The epistemic forms through which control is exercised over Indian religious practices operate to misunderstand, distort and flatten out local conceptions of religion, spirituality and ethical striving.
Mathew John, Professor, Jindal Global Law School, O.P. Jindal Global University, Sonipat, Haryana, India.
Modern constitutional power is organized to secure ever-expanding state control over vast swathes of social and cultural life. Though religion is classically thought to be a domain of human experience that is to be left independent of state power, it is in fact deeply structured by contemporary government. Against this background, this paper examines the manner in which the Indian constitutional state exercises its power over religion and religious practices.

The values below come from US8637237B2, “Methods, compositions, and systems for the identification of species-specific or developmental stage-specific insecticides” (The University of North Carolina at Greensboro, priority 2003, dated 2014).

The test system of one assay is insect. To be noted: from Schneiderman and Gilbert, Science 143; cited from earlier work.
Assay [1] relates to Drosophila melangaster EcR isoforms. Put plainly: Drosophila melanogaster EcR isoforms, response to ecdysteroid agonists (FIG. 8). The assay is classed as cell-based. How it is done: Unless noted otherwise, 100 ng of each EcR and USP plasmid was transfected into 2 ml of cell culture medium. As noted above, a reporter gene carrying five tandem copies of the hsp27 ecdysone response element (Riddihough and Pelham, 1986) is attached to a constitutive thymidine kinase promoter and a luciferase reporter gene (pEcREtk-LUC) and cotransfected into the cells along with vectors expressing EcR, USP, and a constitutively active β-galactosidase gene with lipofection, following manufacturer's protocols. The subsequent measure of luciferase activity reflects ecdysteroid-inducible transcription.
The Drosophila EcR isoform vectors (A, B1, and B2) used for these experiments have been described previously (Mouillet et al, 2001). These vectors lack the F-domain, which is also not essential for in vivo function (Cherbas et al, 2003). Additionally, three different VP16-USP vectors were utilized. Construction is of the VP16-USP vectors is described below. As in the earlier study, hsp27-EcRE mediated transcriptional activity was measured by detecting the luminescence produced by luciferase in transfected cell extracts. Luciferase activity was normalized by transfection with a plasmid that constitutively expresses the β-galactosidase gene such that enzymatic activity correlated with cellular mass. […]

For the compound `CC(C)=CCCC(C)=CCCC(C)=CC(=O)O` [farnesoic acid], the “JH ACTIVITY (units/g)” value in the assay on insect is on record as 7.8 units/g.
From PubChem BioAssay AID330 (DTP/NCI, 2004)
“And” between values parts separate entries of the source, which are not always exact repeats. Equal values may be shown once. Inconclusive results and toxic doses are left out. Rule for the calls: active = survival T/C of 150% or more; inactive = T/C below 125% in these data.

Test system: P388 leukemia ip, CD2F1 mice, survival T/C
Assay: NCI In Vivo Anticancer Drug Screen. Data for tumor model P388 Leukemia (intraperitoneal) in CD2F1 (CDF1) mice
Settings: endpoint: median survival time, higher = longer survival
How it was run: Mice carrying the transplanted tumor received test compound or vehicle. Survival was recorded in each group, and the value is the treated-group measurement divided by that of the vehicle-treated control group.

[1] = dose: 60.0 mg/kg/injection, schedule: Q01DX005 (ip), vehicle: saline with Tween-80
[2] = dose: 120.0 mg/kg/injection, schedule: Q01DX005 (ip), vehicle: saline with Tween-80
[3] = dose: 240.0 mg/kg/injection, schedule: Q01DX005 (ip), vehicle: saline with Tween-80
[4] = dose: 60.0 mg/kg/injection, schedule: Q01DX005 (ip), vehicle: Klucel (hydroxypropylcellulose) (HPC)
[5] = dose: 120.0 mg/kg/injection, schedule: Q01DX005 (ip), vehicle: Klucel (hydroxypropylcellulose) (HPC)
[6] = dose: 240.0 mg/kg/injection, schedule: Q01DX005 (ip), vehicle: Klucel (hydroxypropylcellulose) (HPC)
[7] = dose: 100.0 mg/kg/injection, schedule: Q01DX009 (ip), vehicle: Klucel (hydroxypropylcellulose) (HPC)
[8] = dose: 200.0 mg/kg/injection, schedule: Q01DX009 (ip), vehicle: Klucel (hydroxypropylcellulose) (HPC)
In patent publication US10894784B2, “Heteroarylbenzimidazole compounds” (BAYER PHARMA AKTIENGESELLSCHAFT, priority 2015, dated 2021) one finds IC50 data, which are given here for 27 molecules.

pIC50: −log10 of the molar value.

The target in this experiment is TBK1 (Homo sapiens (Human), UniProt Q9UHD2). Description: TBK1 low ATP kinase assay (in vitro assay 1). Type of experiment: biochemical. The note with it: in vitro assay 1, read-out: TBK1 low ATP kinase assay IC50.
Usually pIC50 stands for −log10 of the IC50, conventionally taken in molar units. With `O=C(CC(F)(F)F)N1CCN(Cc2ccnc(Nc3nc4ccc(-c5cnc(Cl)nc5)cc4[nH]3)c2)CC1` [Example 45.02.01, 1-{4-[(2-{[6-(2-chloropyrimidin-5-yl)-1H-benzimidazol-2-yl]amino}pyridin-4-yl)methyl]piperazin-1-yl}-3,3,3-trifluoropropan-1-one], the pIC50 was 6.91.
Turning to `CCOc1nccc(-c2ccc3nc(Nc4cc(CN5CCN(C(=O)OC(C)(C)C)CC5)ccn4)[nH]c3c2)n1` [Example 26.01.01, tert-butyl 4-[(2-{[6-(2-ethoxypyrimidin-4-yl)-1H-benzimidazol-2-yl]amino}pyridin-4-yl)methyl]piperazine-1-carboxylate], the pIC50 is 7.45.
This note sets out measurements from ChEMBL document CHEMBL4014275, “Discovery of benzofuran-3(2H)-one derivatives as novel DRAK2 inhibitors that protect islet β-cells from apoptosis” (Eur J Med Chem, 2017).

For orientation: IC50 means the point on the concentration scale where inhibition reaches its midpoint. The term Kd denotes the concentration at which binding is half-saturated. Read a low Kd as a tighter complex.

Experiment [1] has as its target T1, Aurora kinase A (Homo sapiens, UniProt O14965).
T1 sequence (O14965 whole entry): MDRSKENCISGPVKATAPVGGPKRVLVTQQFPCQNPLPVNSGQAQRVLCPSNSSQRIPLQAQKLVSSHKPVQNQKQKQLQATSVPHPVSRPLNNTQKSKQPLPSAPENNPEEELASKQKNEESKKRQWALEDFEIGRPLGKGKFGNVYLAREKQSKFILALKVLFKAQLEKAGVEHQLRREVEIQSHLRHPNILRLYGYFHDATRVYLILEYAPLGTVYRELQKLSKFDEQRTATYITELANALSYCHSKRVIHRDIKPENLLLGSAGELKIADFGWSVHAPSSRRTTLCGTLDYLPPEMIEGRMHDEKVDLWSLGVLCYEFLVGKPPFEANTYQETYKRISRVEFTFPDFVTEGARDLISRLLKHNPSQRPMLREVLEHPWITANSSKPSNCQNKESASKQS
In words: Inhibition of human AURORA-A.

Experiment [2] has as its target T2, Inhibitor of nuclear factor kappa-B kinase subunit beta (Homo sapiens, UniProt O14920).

It does so by arguing that the epistemic forms through which control is exercised over Indian religious practices operate to misunderstand, distort and flatten out local conceptions of religion, spirituality and ethical striving. That is, by following classic decisions on the bounds of religious freedom as decided by the Indian Supreme Court, it is argued that religion understood primarily as traditions of continued inter-generational practice are transformed in judicial description as practices founded in an imagined doctrinal foundation.
This judicial transformation of religion is presented as being counter-intuitive to the nature of religious experience of almost all religious traditions in the Indian sub-continent. And in turn, this is presented as a challenge to secure the allegiance and consent of the Indian people to the ever-widening reach of state power over religion in contemporary India.
Published in: South Asian History and Culture
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